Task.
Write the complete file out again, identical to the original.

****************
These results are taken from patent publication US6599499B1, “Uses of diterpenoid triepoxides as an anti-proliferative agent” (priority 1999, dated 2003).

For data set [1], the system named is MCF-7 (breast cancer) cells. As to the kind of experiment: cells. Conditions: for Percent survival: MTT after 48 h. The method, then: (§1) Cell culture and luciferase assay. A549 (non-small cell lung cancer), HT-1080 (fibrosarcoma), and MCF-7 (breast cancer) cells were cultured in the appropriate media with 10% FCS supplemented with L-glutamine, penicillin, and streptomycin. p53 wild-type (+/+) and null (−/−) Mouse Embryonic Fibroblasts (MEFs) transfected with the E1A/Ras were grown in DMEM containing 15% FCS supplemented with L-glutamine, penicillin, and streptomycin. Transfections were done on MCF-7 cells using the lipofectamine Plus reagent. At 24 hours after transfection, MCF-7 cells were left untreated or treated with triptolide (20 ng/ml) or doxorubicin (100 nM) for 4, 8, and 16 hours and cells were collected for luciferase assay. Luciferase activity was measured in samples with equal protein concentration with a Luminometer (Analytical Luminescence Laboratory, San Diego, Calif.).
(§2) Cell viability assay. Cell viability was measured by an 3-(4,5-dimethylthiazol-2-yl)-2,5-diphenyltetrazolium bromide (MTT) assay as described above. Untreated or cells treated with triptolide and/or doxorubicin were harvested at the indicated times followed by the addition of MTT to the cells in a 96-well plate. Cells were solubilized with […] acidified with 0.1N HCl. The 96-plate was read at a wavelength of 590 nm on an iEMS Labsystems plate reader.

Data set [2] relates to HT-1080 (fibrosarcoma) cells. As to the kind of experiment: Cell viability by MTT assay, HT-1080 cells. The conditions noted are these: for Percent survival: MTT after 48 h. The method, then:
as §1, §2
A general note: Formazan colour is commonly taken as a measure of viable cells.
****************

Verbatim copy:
These results are taken from patent publication US6599499B1, “Uses of diterpenoid triepoxides as an anti-proliferative agent” (priority 1999, dated 2003).

For data set [1], the system named is MCF-7 (breast cancer) cells. As to the kind of experiment: cells. Conditions: for Percent survival: MTT after 48 h. The method, then: (§1) Cell culture and luciferase assay. A549 (non-small cell lung cancer), HT-1080 (fibrosarcoma), and MCF-7 (breast cancer) cells were cultured in the appropriate media with 10% FCS supplemented with L-glutamine, penicillin, and streptomycin. p53 wild-type (+/+) and null (−/−) Mouse Embryonic Fibroblasts (MEFs) transfected with the E1A/Ras were grown in DMEM containing 15% FCS supplemented with L-glutamine, penicillin, and streptomycin. Transfections were done on MCF-7 cells using the lipofectamine Plus reagent. At 24 hours after transfection, MCF-7 cells were left untreated or treated with triptolide (20 ng/ml) or doxorubicin (100 nM) for 4, 8, and 16 hours and cells were collected for luciferase assay. Luciferase activity was measured in samples with equal protein concentration with a Luminometer (Analytical Luminescence Laboratory, San Diego, Calif.).
(§2) Cell viability assay. Cell viability was measured by an 3-(4,5-dimethylthiazol-2-yl)-2,5-diphenyltetrazolium bromide (MTT) assay as described above. Untreated or cells treated with triptolide and/or doxorubicin were harvested at the indicated times followed by the addition of MTT to the cells in a 96-well plate. Cells were solubilized with […] acidified with 0.1N HCl. The 96-plate was read at a wavelength of 590 nm on an iEMS Labsystems plate reader.

Data set [2] relates to HT-1080 (fibrosarcoma) cells. As to the kind of experiment: Cell viability by MTT assay, HT-1080 cells. The conditions noted are these: for Percent survival: MTT after 48 h. The method, then:
as §1, §2
A general note: Formazan colour is commonly taken as a measure of viable cells.